11 out of 10
Appetite For Destruction. The best rock record of the 80’s, quite possibly the best rock record of the 20th Century, hell, probably the best rock record ever. The 30th anniversary of this monumental record came and went in 2017, but it gets a massive reward on it’s 31st! Let me begin by explaining exactly what it is I’m reviewing as there are 5 versions of this reissue out now. This review is based on both the 2 LP, 180 gram, audiophile edition for the main record and the Super Deluxe Edition for the bonus content.
We’ll take the review one disc at a time. First up, the remaster of the classic studio record. I’m always worried when these special editions come out, my first thought is usually “why? “. Mike Clink’s production on Appetite was perfect, the work on this edition is even better. The sound is immense. There is no change to the mix of anything, just an overall cleanup and boost. All the dirt you loved from the original mix is there. They found a way to keep the vibe while making it sound amazing on modern audio equipment. There’s really nothing else to say about this, you know the songs, you love the songs and they sound glorious mastered for high quality vinyl.
On to the first disc of “bonus material”. “B Sides N’ EPs:Remastered” is exactly that, remastered versions of songs we’ve all heard before. Featured here is the entire Live ?!*@ Like a Suicide EP including the first appearance of “Shadow of Your Love” which was left off the original release, the acoustic side of the G N’ R Lies EP, plus 3 live songs from a 1987 London show and an alternate acoustic version of “You’re Crazy”. Much like the first disc, these are songs that have been widely released but cleaned up to sound incredible. The ferocity of the early days of this band comes through on the three live tracks.
The most interesting part kicks in with the last two disc, the infamous 1986 Sound City Sessions. These tapes have existed in bootleg form for 30 years, but hearing them totally remastered is a revelation. The band entered the studio with Nazareth guitarist Manny Charlton producing and recorded every song they had in their live set, 25 of them make it to this set (not sure why early versions of “Don’t Cry” and “You Could Be Mine” from the original bootleg didn’t make it). They show a fascinating evolution of these songs. All of what became Appetite, except “Sweet Child O’ Mine”, can be heard here in their raw form. It’s interesting to hear the music is close to being fully formed while Axl is still testing various lyrics and melodies. Listening to the band in its raw, embryonic state really does make you miss Izzy and Steven. This is the sound of 5 hungry street kids who knew there’s no doubt they would take over the world.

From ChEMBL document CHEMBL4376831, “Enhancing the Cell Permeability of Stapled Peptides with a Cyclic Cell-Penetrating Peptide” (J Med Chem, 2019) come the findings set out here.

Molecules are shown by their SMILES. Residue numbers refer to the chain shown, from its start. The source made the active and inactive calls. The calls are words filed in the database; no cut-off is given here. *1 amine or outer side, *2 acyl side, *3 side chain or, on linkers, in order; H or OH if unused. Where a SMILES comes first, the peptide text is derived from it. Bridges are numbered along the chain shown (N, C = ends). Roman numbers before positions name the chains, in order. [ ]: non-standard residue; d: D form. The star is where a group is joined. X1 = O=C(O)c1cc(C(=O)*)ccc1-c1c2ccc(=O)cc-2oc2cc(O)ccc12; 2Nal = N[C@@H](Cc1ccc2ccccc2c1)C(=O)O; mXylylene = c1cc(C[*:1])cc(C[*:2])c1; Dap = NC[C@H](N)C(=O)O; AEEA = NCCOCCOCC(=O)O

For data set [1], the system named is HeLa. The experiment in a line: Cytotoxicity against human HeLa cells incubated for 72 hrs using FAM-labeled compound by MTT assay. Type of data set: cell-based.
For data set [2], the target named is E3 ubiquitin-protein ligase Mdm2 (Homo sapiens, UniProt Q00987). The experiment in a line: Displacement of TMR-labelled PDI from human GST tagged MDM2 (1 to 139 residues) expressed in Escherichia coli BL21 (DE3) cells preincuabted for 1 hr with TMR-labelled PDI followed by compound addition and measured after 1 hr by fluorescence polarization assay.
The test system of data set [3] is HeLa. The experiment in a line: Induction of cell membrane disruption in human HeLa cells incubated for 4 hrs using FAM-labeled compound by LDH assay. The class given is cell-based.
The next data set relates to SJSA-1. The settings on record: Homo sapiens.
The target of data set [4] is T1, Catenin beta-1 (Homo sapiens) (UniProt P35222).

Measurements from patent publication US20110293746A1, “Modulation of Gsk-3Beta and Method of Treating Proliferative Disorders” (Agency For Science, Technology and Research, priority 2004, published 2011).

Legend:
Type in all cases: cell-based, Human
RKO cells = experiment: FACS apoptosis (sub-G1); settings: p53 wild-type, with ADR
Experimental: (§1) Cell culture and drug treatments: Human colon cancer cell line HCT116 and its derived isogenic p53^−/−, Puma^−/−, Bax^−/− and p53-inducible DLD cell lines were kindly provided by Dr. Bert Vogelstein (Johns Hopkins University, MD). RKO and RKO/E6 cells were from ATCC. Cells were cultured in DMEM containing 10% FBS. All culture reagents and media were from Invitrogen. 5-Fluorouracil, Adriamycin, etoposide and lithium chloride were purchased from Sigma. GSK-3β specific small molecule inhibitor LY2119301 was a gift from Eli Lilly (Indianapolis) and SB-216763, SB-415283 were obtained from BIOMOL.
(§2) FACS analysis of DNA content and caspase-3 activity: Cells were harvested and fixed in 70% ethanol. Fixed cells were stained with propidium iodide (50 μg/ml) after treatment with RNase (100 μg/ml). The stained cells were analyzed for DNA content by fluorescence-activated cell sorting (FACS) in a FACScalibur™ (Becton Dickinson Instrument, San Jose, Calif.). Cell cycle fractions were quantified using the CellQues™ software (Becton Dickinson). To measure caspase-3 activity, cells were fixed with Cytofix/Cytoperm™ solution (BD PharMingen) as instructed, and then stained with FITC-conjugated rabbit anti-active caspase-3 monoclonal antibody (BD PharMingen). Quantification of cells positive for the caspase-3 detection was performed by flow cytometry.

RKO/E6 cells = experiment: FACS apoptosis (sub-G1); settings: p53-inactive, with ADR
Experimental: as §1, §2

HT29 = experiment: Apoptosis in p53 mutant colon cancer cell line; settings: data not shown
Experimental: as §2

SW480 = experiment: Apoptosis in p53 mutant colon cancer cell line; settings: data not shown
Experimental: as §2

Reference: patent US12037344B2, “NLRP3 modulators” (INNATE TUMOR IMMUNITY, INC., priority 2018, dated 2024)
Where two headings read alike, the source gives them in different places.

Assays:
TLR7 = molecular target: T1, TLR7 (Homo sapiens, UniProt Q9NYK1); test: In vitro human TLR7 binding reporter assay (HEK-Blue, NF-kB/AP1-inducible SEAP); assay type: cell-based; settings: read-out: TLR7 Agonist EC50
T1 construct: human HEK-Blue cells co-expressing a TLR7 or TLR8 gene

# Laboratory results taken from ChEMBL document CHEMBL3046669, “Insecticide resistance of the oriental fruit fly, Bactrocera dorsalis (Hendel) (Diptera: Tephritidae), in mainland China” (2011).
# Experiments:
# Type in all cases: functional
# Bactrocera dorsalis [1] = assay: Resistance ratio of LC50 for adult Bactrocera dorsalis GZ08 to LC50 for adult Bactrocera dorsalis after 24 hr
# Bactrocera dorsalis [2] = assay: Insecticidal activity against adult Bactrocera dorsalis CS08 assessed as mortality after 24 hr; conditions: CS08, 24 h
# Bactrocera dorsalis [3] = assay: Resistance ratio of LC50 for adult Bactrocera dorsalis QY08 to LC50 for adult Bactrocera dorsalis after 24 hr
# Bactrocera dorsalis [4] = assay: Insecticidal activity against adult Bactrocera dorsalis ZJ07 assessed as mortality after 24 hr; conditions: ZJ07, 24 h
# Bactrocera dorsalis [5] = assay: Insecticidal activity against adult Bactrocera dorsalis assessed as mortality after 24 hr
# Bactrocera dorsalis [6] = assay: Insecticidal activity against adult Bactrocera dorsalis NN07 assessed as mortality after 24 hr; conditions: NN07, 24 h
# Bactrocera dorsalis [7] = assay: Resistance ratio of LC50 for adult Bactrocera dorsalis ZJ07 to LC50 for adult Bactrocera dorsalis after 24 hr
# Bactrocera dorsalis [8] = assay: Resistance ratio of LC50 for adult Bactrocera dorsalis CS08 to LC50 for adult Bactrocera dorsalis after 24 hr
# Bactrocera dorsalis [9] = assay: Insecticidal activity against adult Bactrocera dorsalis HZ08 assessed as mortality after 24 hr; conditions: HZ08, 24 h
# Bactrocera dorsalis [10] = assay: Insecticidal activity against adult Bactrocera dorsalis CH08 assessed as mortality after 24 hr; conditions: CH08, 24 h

There are a few very interesting tracks found here, including two really early versions of “November Rain”. The first is Axl on piano and vocal and clocks in at nearly 10 minutes, the second features Axl and an acoustic guitar. The lyrics are still being formed but the evolution of the song is amazing to hear. Whenever you have a set with songs that didn’t make the record (“November Rain”, Back Off Bitch”, “Shadow of Your Love”) the question of “why isn’t that on the record?” always comes up. In this case I think it’s a simple answer, “November Rain” and “Back Off Bitch” were more sketches than complete songs at this time. You can tell they were works in progress. With “Shadow” it’s a little different. It is a great song, but it’s not a good fit on Appetite. Great records are usually great because of the feel, the vibe, the running order of the songs. Hearing the 3 different versions of “Shadow” on this set you can tell that it was an early composition by the band. It doesn’t have the swagger or attitude as the songs that came after it. In my opinion, Appetite is a much different record if that song was included.
I do think it’s important to talk about the one huge omission from this set, “One in a Million“. When first released on G N’ R Lies the lyrics caused a major controversy. Axl’s response was he wrote about what a kid from Indiana thought when he first stepped of the bus in mid-1980’s LA. Can the lyrics be seen as offensive? Yes. Is censorship in music ever OK? No. I can understand people having strong feelings about this song, but pretending it never existed and erasing it from the historical document that this set is rather than having the conversation about the lyrics is just wrong.
If you’re a huge Guns fan there is nothing here you haven’t heard before, but you’ve never heard it like this. The Sound City Sessions get a production that just wasn’t possible on those old bootlegs. Whichever version you opt for you cannot go wrong. Guns N’ Roses just set the bar for what a perfect anniversary edition should be.